Tuesday, Feb 24, 2009, 10:34 am
Weed as Cash Cow? Calif. Considers Legalization
During a press conference Monday morning in San Francisco, Ammiano introduced "The Marijuana Control, regulation and education act." The far-reaching bill would go well beyond decriminalization of marijuana to actually legalize the cultivation, sale, purchase and possession of the plant, the San Francisco Weekly reported.
“With the state in the midst of an historic economic crisis, the move towards regulating and taxing marijuana is simply common sense," Ammiano said. "This legislation would generate much needed revenue for the state, restrict access to only those over 21, end the environmental damage to our public lands from illicit crops, and improve public safety by redirecting law enforcement efforts to more serious crimes."
The proposed legislation is truly progressive, because by refusing to see immorality (and society's collapse) in an adult's choice to smoke marijuana, it represents a total break with the failed "War On Drugs." But that's not all: It goes beyond the morality debate, deep into the realm of pragmatism, by conceiving of California marijuana as a giant cash cow.
As announced yesterday, the state of California would receive a $50 fee for every ounce of pot sold (which would be on top of whatever that ounce's actual price is in a future free market). That fee and a proposed sales tax on medical marijuana would mean $1.3 billion "immediately," according to Betty Yee, the chairwoman of the Board of Equalization who was at yesterday's press conference. I wonder what the annual weed revenues would be, especially in a state that just barely averted a major fiscal disaster late last week. Yee called the new proposal "a responsible measure on how to work out the regulatory framework of the legalization of marijuana."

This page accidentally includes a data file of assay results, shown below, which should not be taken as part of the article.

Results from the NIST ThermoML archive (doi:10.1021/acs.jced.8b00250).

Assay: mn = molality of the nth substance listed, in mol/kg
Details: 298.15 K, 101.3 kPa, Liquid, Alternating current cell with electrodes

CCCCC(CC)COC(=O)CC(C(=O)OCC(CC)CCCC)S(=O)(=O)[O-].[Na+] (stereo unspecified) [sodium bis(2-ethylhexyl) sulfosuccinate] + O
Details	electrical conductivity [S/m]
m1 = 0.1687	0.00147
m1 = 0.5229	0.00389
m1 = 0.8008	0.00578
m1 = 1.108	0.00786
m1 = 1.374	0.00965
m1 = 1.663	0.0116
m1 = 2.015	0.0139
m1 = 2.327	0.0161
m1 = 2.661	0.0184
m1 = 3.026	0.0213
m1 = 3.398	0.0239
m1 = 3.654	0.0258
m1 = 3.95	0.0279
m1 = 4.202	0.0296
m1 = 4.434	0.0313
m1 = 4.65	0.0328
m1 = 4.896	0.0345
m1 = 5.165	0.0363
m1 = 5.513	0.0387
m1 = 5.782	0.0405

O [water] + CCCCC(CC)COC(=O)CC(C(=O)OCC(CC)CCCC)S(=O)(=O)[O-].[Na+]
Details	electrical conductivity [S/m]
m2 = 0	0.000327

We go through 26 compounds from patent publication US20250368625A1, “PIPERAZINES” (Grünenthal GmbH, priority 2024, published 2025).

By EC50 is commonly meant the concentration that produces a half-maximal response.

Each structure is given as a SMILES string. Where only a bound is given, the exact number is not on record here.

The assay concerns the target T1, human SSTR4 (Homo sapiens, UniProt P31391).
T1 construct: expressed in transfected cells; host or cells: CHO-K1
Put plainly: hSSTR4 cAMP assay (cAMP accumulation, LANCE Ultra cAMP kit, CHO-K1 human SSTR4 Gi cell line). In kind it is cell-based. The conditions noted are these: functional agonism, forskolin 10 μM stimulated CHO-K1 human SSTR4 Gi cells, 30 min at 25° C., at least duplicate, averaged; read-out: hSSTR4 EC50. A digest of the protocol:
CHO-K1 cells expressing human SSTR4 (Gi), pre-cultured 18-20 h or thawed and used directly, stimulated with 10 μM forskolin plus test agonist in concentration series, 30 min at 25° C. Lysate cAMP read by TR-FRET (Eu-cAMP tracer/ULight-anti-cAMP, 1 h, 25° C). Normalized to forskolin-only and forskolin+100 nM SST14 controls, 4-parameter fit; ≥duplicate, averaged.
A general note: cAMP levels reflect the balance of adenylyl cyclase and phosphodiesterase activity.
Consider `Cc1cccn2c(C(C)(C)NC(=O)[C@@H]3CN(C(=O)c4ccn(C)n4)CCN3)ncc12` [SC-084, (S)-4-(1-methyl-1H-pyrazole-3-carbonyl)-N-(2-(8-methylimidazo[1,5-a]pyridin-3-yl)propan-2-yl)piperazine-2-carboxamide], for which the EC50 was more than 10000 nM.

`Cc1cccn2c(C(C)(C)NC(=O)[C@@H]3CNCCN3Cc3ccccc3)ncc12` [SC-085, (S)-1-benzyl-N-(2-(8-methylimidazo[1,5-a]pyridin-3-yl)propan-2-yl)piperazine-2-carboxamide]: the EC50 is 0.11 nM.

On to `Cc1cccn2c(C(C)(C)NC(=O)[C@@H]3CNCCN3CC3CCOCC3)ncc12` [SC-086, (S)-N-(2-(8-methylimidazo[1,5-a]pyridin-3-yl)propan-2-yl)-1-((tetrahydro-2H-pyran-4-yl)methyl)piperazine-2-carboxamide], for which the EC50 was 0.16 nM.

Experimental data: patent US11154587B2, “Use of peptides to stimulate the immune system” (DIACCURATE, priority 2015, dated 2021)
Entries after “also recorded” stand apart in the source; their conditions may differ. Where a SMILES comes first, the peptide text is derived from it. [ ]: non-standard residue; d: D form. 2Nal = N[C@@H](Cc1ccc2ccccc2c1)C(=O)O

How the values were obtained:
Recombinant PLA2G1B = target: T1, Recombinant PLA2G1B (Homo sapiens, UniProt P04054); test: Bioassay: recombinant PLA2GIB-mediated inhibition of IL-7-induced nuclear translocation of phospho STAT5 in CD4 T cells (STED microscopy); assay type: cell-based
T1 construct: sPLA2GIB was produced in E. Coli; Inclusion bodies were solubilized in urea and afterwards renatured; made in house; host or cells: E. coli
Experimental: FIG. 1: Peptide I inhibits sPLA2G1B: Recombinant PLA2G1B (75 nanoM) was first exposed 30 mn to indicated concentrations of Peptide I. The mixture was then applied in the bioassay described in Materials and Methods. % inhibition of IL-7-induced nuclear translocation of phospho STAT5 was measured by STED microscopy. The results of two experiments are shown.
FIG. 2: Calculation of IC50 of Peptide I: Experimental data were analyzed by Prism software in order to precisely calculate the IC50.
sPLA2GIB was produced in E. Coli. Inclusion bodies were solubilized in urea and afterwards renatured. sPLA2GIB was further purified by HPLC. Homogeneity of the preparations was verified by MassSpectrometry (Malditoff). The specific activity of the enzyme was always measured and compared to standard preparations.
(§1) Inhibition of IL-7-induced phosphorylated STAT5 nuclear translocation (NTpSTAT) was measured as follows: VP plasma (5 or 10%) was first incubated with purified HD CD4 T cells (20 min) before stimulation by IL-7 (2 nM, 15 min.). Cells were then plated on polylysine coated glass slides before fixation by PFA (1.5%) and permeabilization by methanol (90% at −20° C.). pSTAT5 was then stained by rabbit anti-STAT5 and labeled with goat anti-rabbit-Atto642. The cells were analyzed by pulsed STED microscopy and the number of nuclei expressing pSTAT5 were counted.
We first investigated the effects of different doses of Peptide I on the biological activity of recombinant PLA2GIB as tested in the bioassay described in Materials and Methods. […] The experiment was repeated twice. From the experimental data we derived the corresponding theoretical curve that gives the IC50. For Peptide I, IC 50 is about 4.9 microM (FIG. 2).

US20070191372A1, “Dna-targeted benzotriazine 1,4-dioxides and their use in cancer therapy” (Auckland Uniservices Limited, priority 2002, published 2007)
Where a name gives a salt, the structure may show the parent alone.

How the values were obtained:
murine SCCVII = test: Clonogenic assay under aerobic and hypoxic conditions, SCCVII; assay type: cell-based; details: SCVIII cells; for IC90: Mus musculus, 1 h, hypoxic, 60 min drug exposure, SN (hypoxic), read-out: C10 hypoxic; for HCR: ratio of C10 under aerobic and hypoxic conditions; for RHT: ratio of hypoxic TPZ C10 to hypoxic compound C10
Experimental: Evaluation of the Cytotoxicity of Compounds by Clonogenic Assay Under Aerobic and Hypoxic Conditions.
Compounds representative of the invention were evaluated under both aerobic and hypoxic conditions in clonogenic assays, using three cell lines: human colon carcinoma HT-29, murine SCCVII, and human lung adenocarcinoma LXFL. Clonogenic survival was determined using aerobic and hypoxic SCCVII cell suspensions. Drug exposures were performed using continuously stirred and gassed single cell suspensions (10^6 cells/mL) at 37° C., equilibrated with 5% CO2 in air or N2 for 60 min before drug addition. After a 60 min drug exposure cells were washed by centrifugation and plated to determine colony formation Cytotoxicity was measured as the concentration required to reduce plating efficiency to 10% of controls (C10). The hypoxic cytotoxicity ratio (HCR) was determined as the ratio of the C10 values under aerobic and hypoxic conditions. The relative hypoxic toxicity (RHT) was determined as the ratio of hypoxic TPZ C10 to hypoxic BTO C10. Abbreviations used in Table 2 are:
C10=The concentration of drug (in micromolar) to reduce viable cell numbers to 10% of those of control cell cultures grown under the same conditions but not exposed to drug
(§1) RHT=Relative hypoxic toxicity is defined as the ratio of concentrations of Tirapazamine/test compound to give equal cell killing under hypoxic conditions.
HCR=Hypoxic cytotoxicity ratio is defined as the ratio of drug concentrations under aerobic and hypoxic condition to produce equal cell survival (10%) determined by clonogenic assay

Interestingly, Yee thinks that halving marijuana's street price would cause consumption to increase 40 percent, but that the $50 per ounce levy would cut use by 11 percent. I don't know how she could possibly calculate that, given that no U.S. state has ever experimented with these kinds of policy. Maybe she studied Amsterdam.
Will the bill pass? That's a purely rhetorical question. For more on this progressive - but perhaps doomed - legislation, read here and here.
Jeremy Gantz was the Web/Associate Editor of In These Times from 2008 to 2012. His January 2011 cover story for the magazine, "Terrorist by Association," was selected as a finalist for the Molly National Journalism Award 2012. He is now a contributing editor to the magazine, focusing on labor issues.